Can I Be Fired for Going to Rehab?

Many individuals who suffer from substance use disorders worry about the potential of being fired if they attend rehab. Unfortunately, this fear may be one of the biggest motivations behind people avoiding receiving addiction treatment. The good news is there are many different protections against this type of workplace discrimination.

Some civil rights laws protect individuals who need to attend rehab, including six federal acts. These federal acts include The Americans With Disabilities Act (ADA) of 1990, The Rehabilitation Act of 1973, The Workforce Investment Act (WIA), The Fair Housing Act (FHA), Health Insurance and Portability Act of 1996, and The Family and Medical Leave Act of 1993.

Many people have pondered the question, “can I be fired for going to rehab?” Fortunately, in most cases, the answer is no. Let’s take a look at the protection acts set in place that prevent individuals from being fired for attending rehab.

The Americans With Disabilities Act of 1990 (ADA)

The Americans With Disabilities Act of 1990 is designed to protect individuals with all different forms of disabilities. Under this act, a disability is defined as, “…a physical or mental impairment that substantially limits a major life activity;” which includes the inability to maintain basic hygiene, cooking, cleaning, working a regular job, etc.[1] This act applies to all private enterprises employing 15 or more people and all State and local governmental entities.

Substance use disorders of any kind are recognized as disabilities under these guidelines, therefore, causing them to be protected by this federal act. For instance, if an individual is having a hard time coping with their addiction and this shows up in their working abilities, they may request time off for addiction treatment under this act and, therefore, can not be fired for going to rehab.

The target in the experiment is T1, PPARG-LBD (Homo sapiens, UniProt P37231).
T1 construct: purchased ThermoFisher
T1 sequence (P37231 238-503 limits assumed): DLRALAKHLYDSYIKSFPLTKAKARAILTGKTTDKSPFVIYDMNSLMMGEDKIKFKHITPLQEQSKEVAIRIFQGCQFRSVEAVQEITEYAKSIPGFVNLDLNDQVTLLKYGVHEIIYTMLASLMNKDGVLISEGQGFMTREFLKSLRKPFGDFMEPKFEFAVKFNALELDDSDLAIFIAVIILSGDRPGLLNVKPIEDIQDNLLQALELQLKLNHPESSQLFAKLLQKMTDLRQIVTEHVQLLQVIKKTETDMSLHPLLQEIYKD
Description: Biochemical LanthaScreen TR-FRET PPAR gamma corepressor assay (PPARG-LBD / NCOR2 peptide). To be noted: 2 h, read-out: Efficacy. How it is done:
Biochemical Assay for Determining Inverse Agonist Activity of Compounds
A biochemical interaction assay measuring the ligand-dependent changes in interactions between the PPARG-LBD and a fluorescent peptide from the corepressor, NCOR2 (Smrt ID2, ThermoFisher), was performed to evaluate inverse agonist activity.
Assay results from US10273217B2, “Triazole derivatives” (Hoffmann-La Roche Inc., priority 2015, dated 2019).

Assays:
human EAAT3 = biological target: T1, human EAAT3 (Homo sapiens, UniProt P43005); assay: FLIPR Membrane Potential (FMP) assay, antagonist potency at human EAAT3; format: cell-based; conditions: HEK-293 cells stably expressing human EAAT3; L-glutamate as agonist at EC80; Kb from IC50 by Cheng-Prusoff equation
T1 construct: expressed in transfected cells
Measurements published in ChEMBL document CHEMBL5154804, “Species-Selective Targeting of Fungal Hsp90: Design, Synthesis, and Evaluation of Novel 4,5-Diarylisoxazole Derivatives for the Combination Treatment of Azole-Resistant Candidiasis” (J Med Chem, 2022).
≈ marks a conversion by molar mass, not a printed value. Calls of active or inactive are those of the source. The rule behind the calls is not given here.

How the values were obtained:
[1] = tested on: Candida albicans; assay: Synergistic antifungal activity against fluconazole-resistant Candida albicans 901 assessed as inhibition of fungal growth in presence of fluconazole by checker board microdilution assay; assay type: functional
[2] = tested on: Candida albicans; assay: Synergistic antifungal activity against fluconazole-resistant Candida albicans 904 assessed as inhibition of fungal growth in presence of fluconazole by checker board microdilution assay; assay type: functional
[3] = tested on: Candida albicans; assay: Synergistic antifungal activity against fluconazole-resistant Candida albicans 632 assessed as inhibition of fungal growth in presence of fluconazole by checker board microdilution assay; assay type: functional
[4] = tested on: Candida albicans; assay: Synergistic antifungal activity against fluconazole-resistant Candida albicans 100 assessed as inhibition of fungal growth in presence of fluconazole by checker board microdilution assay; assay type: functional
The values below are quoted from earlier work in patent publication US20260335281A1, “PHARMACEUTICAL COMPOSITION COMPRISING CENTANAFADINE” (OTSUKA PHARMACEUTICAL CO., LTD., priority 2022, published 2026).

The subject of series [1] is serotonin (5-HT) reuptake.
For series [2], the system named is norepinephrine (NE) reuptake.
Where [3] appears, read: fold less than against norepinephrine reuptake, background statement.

Explaining The Rehabilitation Act of 1973

Both The Americans With Disabilities Act and The Rehabilitation Act protect employees from being discriminated against in the workplace by prohibiting employers from refusing to hire, firing, or discriminating against employees with disabilities. The Rehabilitation Act of 1973 applies to all entities who receive Federal grants, contracts, and aid.[2]

Under this act, employers are not allowed to deny a job or fire an employee because they are receiving treatment or are in recovery from a substance use disorder. This includes any addiction, from alcoholism to heroin addiction, cocaine addiction, meth addiction, etc. The only exception to this act is when the individual’s disorder prevents competent and safe job performance. In this case, the employee may be terminated, refused, or transferred.

Additionally, employers must provide accommodations (when necessary and reasonable) to enable employees with a disability to perform their job duties. Also, they must maintain confidentiality about any medical-related information they receive or discover about applicants or employees.[2]

What is The Workforce Investment Act (WIA)?

Originally intended as a way to invest in workforce education and pathways programs, the WIA has a large body of administrators and board members that work to oversee and enforce certain workforce protocols. Additionally, the WIA ensures that employers do not discriminate against their employees.[3] This act, therefore, includes an additional layer of protection for individuals in recovery that may be treated differently due to their substance use disorder, preventing some employees aren’t able to get fired for going to rehab.

The Fair Housing Act of 1968